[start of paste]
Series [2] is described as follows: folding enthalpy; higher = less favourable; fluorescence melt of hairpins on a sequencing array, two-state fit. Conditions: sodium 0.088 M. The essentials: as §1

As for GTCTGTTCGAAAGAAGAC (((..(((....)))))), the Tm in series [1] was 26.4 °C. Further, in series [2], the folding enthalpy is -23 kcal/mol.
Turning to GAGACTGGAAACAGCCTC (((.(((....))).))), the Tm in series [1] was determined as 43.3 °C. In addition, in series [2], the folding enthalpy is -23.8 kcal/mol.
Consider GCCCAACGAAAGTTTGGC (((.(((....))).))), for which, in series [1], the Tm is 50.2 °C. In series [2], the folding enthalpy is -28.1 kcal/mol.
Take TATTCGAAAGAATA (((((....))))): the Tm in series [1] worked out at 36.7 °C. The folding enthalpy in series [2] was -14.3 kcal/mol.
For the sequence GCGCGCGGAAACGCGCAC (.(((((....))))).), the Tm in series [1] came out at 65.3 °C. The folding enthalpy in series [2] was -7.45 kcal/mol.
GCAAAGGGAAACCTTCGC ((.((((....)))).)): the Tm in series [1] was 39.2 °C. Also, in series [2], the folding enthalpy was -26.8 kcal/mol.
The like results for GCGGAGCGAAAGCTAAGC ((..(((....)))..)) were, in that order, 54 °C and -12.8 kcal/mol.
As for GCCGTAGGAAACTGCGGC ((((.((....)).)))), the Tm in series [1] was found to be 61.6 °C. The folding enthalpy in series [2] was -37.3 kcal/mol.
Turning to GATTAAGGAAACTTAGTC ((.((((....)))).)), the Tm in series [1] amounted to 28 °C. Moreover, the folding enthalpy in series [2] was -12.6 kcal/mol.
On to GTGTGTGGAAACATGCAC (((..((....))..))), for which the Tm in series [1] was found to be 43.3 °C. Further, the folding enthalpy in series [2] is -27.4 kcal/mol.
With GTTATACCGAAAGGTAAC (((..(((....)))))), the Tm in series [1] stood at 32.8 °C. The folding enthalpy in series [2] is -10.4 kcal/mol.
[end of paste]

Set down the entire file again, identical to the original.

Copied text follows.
Series [2] is described as follows: folding enthalpy; higher = less favourable; fluorescence melt of hairpins on a sequencing array, two-state fit. Conditions: sodium 0.088 M. The essentials: as §1

As for GTCTGTTCGAAAGAAGAC (((..(((....)))))), the Tm in series [1] was 26.4 °C. Further, in series [2], the folding enthalpy is -23 kcal/mol.
Turning to GAGACTGGAAACAGCCTC (((.(((....))).))), the Tm in series [1] was determined as 43.3 °C. In addition, in series [2], the folding enthalpy is -23.8 kcal/mol.
Consider GCCCAACGAAAGTTTGGC (((.(((....))).))), for which, in series [1], the Tm is 50.2 °C. In series [2], the folding enthalpy is -28.1 kcal/mol.
Take TATTCGAAAGAATA (((((....))))): the Tm in series [1] worked out at 36.7 °C. The folding enthalpy in series [2] was -14.3 kcal/mol.
For the sequence GCGCGCGGAAACGCGCAC (.(((((....))))).), the Tm in series [1] came out at 65.3 °C. The folding enthalpy in series [2] was -7.45 kcal/mol.
GCAAAGGGAAACCTTCGC ((.((((....)))).)): the Tm in series [1] was 39.2 °C. Also, in series [2], the folding enthalpy was -26.8 kcal/mol.
The like results for GCGGAGCGAAAGCTAAGC ((..(((....)))..)) were, in that order, 54 °C and -12.8 kcal/mol.
As for GCCGTAGGAAACTGCGGC ((((.((....)).)))), the Tm in series [1] was found to be 61.6 °C. The folding enthalpy in series [2] was -37.3 kcal/mol.
Turning to GATTAAGGAAACTTAGTC ((.((((....)))).)), the Tm in series [1] amounted to 28 °C. Moreover, the folding enthalpy in series [2] was -12.6 kcal/mol.
On to GTGTGTGGAAACATGCAC (((..((....))..))), for which the Tm in series [1] was found to be 43.3 °C. Further, the folding enthalpy in series [2] is -27.4 kcal/mol.
With GTTATACCGAAAGGTAAC (((..(((....)))))), the Tm in series [1] stood at 32.8 °C. The folding enthalpy in series [2] is -10.4 kcal/mol.